Some banks and pension funds have rules about what kind of companies they invest in. For example, ethical investment means the funds do not support companies involved in weapons manufacturing or environmental destruction. Human rights and labour rights are other issues that many people should urge their banks to support.
Since starting in 2009, a Dutch initiative has grown into an international campaign, Fair Finance Guide. Now, Japan also joins this great project, started by A Seed Japan, JACSES and PARC. They have carefully investigated five of Japan’s largest banks. Their new website (http://fairfinance.jp)* will help you compare their score on a range of issues.
For example, Mizuho Bank scores relatively high on transparency, but low on environmental issues like forestry protection. All five get “Zero” for their investments in armaments, except Mitsui Sumitomo Trust, that scored “One” which is still terrible. Resona scores worse than the others on climate change and food issues (including GMO and pesticides). No bank scored a perfect “Ten” any of the issues, as determined by Fair Finance Japan.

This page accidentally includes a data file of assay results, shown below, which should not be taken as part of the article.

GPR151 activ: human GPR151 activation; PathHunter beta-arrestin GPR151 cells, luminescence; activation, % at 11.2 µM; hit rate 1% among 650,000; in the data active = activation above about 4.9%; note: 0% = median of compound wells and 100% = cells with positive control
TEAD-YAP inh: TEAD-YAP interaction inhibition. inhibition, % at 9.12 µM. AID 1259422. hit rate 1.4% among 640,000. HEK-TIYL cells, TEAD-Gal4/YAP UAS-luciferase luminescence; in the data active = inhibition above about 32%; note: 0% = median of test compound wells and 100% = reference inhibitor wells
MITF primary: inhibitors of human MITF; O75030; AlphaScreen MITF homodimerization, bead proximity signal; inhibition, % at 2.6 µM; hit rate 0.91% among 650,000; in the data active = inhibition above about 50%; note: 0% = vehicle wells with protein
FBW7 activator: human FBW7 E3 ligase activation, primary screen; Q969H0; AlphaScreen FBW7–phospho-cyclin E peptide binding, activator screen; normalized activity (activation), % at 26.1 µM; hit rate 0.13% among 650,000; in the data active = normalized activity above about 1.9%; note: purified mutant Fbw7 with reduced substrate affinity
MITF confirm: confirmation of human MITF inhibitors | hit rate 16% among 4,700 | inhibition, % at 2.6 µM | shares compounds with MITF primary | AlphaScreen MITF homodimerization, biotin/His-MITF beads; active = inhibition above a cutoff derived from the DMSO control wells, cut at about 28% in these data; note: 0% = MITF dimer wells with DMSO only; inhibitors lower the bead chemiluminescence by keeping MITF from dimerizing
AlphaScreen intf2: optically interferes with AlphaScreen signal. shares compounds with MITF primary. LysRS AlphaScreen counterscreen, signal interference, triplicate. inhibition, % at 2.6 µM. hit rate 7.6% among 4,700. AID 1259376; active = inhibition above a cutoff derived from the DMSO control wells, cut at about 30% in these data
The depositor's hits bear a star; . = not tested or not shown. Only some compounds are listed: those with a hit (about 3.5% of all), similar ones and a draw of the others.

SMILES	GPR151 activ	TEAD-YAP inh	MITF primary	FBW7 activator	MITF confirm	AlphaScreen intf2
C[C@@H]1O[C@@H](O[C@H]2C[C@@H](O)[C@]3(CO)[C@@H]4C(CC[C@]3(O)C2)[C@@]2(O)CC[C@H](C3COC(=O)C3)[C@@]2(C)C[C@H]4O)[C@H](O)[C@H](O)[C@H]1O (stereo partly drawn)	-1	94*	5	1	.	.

There is clearly room for improvement. You can help by clicking on the links on the website. A message will be sent to Fair Finance Japan and then directly to the different banks. In Europe, reports about how banks invest in questionable corporations have led to the emergence of a large number of ethical pension funds, as people increasingly want their life savings to support good practices. I think this is a really good idea!
*Fair Finance Japan is supported by SIDA
(English version of Martin’s essay published in CUJ’s Shouhisha Report No. 1570)